around the dial as if it no longer

could identify the exact speed of travel.

These are my teenage years.

My parents don’t seem to notice

that the transmission slips

and that there’s a slight smell

of vomit where Stevie Cocheran lost

his cookies, along with two hamburgers

and a six pack, inside the passenger door.

But then . . . now . . . listening to Glenn Gould’s

version of Beethoven’s Tempest piano sonata,

I realize I’m having all my years.

Half asleep over my life, I hear

Gould speed through the notes

as if he’s throwing them away–

whole attics full of melodies

out the window as if he’s looking for

the deeper stuff in all the souvenirs–

some image, some blend of notes

that carry grace and if not grace,

peace then–peace beneath the unsteady light

where we give ourselves to the world

as we circle in and out of the dark.


Goose Island. It’s 1956.

I’m standing on the shore of the lagoon around it.

In the west is the Rock River on its way

to the Mississippi, the ocean, the air.

Farther west is Mercy Hospital

where my father would die in 1965.

To the east are the railroad tracks and the hill

where I sledded in the winter,

one year so happy I peed in my pants

rather than stop in the dark, in the moonlight.

By the time I walked the mile farther east to home

I shivered so badly I thought I was frozen

and my father, laughing, put me in a warm bath

beside the toilet he would sit on years later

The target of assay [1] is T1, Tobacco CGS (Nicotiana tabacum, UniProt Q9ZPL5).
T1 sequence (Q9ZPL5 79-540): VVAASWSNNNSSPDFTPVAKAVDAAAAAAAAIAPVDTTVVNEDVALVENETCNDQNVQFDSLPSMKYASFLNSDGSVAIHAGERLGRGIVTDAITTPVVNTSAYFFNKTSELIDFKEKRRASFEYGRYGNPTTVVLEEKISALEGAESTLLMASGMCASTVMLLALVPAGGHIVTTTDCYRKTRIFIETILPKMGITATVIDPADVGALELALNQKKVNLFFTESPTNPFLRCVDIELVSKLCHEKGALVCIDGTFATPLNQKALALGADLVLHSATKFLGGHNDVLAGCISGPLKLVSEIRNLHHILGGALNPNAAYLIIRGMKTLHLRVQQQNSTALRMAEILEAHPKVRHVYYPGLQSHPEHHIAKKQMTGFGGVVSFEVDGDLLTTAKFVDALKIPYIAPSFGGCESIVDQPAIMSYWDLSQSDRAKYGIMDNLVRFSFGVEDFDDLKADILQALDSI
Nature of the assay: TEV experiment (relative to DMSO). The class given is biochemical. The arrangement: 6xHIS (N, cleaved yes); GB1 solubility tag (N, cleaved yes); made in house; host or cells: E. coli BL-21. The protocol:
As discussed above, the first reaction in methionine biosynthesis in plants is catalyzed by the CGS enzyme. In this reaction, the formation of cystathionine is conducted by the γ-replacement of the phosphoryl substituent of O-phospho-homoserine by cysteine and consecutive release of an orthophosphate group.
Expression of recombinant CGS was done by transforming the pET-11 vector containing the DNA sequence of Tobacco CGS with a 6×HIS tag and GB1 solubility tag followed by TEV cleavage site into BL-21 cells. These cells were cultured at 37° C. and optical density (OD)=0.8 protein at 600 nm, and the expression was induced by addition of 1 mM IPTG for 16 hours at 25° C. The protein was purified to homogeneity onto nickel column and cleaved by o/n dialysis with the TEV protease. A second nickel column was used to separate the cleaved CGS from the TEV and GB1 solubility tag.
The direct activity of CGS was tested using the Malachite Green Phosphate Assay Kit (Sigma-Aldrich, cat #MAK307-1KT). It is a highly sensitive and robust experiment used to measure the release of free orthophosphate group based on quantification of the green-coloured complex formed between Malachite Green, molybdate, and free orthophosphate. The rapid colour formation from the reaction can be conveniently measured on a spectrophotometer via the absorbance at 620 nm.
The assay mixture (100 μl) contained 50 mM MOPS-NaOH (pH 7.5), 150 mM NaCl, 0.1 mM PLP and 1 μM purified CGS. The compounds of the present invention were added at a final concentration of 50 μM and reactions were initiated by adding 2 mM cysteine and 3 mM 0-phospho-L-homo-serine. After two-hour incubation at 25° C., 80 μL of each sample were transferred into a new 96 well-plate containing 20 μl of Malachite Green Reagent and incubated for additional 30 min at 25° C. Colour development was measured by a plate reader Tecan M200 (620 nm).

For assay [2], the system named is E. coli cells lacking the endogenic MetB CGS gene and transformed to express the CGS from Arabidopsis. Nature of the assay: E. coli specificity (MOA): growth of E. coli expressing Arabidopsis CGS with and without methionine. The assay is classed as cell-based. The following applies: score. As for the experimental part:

shitting globs of black. “Internal hemorrhaging,”

the doctor said and taught me how

to inject him with morphine, though my father was so skinny

I sometimes missed the vein and hit bone with the needle.

He tried to scream but it came out a whimper,

my father’s voice did, but now he was laughing

as he rubbed me down with a scratchy wash cloth.

“No one ever died of frozen pee,” he said.

Goose Island. It’s 1956.

I’ve gone there to fish. I got up early but found

the line in my Shakespeare reel tangled

so I rode my bicycle downtown for new line,

came home, found I couldn’t install it,

rode back downtown and arrived, breathless,

later than I’d meant, at Goose Island.

I’ve laid out the sandwiches my mother made,

arranged my gear and tackle on the shore,

though I now see I’ve forgotten my hook and my bait.

Out in the water the carp flop occasionally,

breaking the water as if to breathe better.

I don’t know why, but I cast my hookless line